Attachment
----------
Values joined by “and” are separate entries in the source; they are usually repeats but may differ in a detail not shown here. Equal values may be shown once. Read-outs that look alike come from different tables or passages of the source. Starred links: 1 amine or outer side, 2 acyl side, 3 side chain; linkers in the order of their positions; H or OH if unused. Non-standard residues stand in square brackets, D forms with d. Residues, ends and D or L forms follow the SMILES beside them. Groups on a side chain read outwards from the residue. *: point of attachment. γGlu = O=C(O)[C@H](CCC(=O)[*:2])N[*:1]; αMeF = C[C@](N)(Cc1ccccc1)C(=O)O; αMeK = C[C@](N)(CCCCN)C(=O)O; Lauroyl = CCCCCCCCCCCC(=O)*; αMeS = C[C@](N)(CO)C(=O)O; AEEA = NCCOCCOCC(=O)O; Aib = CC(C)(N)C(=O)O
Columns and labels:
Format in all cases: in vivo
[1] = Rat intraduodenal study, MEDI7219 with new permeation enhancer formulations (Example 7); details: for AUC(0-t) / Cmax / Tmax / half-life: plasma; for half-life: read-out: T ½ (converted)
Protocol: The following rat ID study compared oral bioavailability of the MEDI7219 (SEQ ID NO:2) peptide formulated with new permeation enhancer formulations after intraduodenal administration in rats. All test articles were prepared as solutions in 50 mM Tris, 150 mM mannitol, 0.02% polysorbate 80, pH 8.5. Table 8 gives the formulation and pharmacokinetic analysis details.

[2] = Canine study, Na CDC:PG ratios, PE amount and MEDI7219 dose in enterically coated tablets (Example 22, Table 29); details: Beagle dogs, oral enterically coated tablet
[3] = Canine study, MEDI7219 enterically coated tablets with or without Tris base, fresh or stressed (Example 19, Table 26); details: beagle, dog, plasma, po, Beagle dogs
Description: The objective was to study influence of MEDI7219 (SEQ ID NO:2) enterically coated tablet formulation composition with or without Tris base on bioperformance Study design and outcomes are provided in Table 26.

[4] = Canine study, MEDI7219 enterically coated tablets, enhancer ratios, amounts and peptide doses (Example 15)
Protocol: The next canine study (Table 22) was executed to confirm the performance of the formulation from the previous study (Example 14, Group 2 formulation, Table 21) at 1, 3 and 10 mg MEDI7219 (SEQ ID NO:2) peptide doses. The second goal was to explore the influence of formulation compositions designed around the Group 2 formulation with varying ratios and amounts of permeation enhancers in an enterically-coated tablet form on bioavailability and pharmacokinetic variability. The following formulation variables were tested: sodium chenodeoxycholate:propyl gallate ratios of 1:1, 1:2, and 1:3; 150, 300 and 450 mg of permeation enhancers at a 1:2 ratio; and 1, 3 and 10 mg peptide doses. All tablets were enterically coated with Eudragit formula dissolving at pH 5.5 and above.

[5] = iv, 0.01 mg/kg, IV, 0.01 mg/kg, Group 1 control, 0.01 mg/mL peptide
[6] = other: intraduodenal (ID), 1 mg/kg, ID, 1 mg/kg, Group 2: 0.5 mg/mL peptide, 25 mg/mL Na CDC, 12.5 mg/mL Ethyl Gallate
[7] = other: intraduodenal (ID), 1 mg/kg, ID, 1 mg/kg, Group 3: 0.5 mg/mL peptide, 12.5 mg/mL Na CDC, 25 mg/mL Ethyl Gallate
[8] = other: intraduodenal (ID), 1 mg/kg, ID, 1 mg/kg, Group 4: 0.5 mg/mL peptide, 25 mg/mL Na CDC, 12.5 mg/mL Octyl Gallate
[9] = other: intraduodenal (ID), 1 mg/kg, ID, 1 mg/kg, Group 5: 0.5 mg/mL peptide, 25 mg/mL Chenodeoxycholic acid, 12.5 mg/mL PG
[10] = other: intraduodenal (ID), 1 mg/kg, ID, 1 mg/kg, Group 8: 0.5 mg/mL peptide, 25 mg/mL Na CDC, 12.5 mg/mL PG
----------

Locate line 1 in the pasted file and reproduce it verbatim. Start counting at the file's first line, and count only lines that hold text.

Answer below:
Values joined by “and” are separate entries in the source; they are usually repeats but may differ in a detail not shown here. Equal values may be shown once. Read-outs that look alike come from different tables or passages of the source. Starred links: 1 amine or outer side, 2 acyl side, 3 side chain; linkers in the order of their positions; H or OH if unused. Non-standard residues stand in square brackets, D forms with d. Residues, ends and D or L forms follow the SMILES beside them. Groups on a side chain read outwards from the residue. *: point of attachment. γGlu = O=C(O)[C@H](CCC(=O)[*:2])N[*:1]; αMeF = C[C@](N)(Cc1ccccc1)C(=O)O; αMeK = C[C@](N)(CCCCN)C(=O)O; Lauroyl = CCCCCCCCCCCC(=O)*; αMeS = C[C@](N)(CO)C(=O)O; AEEA = NCCOCCOCC(=O)O; Aib = CC(C)(N)C(=O)O